SPRINGFIELD – State Senator Michael Frerichs (D – Champaign) was appointed today to chair the Senate Committee on Higher Education for the 98th General Assembly (2013-14). He will also serve as co-chairman of the bipartisan Commission on Government Forecasting and Accountability (COGFA), a legislative support service that monitors the state’s economy, pension funds and tax revenue and weighs in on state facility closures and state employee health insurance.
“During my time in the General Assembly I’ve demonstrated a commitment to protecting our excellent system of state universities and community colleges,” Sen. Frerichs said. “As chairman, I will focus on improving the affordability of higher education for middle-class and working-class families.”
Sen. Frerichs has been a member of the Senate Committee on Higher Education for six years. He has served as its vice chairman since 2009, when he also was first appointed to COGFA.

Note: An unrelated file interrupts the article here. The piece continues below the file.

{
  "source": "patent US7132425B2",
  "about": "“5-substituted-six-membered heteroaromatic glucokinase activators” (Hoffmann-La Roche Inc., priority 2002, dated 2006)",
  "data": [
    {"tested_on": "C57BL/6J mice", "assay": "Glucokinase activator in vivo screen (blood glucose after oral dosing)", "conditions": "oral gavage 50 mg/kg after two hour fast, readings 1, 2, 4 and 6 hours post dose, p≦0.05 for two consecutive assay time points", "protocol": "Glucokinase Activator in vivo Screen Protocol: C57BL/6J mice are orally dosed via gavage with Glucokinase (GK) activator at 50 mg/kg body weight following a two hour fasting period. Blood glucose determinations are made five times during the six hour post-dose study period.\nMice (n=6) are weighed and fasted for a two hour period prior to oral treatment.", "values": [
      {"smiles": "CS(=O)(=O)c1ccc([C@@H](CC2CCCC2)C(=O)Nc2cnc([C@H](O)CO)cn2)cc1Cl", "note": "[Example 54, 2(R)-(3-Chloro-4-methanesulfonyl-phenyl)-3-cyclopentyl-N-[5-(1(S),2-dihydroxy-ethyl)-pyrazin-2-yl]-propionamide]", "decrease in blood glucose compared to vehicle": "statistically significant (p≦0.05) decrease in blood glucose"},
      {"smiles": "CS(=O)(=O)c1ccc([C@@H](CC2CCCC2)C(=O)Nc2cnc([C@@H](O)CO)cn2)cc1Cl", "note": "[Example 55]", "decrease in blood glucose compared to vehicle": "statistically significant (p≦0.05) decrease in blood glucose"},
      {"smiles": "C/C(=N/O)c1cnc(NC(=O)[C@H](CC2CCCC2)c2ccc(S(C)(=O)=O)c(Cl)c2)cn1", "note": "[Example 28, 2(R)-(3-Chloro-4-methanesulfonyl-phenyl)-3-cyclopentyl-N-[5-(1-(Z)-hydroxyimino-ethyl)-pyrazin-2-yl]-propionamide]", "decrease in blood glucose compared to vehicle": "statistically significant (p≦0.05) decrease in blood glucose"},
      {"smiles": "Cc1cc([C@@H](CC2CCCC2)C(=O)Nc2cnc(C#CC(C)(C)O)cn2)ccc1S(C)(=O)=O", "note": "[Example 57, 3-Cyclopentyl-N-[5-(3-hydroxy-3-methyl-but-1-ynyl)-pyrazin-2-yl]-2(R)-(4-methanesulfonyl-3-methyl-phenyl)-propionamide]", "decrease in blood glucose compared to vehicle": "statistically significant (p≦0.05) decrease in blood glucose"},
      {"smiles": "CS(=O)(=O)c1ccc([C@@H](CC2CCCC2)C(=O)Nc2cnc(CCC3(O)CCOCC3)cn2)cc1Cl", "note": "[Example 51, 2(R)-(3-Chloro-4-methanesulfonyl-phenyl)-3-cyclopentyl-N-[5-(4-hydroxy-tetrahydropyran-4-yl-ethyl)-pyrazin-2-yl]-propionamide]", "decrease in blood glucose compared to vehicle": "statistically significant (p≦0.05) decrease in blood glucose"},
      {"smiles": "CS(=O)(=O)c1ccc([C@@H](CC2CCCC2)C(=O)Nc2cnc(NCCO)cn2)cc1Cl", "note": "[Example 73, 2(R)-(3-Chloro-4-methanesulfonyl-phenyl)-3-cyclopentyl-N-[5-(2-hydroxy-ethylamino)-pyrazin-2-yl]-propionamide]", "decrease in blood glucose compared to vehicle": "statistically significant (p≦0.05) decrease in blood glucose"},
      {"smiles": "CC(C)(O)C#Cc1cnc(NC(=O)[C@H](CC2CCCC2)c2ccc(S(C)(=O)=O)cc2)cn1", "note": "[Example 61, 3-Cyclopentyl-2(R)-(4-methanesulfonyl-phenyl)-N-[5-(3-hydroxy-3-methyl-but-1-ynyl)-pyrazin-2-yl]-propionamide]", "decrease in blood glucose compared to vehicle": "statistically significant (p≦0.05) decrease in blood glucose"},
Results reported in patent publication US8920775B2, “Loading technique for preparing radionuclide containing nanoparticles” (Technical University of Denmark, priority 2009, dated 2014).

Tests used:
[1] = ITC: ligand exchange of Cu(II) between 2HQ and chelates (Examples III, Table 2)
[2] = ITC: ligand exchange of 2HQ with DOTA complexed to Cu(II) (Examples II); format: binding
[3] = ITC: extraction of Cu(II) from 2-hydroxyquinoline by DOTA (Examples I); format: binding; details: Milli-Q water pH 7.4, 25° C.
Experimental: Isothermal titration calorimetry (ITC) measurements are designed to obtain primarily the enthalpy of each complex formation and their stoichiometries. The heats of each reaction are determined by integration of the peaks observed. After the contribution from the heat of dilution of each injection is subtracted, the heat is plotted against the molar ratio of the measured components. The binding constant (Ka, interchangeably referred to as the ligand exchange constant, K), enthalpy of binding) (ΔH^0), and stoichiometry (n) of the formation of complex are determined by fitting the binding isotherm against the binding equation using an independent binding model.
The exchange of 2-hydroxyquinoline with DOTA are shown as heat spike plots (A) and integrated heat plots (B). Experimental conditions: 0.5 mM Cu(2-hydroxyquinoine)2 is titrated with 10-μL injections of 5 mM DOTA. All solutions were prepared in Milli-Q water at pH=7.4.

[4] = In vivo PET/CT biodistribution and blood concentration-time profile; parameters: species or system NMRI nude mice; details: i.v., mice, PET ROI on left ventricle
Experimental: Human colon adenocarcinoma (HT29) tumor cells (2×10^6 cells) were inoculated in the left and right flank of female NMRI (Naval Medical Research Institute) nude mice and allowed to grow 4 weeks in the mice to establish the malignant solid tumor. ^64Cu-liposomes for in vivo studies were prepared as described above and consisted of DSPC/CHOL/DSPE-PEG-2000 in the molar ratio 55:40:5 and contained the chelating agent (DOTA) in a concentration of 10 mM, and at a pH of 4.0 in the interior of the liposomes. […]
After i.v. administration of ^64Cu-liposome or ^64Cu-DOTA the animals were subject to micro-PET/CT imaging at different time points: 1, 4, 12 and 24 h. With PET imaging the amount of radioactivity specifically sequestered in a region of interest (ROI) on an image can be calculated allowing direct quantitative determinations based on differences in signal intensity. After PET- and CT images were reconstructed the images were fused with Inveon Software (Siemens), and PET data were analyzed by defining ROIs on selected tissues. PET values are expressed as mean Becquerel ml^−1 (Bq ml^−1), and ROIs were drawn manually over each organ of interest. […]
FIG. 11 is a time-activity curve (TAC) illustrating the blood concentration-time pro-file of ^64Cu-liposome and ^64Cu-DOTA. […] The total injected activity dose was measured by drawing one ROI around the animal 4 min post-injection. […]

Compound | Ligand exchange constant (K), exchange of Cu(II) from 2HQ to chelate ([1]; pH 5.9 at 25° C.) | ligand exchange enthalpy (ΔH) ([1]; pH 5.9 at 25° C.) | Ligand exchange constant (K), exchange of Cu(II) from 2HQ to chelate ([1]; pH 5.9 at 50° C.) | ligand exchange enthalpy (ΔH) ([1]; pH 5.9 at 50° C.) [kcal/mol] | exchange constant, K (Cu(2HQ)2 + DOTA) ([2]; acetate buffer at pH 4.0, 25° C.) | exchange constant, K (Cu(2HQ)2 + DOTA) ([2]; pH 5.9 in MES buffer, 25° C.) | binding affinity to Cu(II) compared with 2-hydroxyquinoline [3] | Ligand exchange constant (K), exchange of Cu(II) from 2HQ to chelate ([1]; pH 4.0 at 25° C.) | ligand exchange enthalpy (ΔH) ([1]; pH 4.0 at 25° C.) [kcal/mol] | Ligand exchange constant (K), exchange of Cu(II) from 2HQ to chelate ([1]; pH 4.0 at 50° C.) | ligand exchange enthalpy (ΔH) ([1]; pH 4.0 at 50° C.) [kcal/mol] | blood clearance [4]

COGFA is a legislative support services agency that provides the General Assembly with information regarding the state and national economies, revenue projections and state government operations. It produces reports on the funding of state retirement systems and the State Employee Group Insurance Program. Members of the Commission hold hearings on state facility closure proposals and vote on whether or not to recommend closure.
Last year, as a member of COGFA, Sen. Frerichs helped resolve a dispute over the bidding process for state employee health insurance contracts. Serving as a voice for downstate employees worried about their benefits, he pushed for COGFA to allow the bidding to be reopened to longtime employee insurance provider Health Alliance.
“As pressure mounts for legislators to make significant choices about the future of state spending, revenue and employee benefits, it’s more important than ever that we base those decisions on accurate, unbiased information,” Sen. Frerichs said. “I look forward to helping COGFA lead the way in establishing the context for the fiscal policies we’ll consider in the next two years.”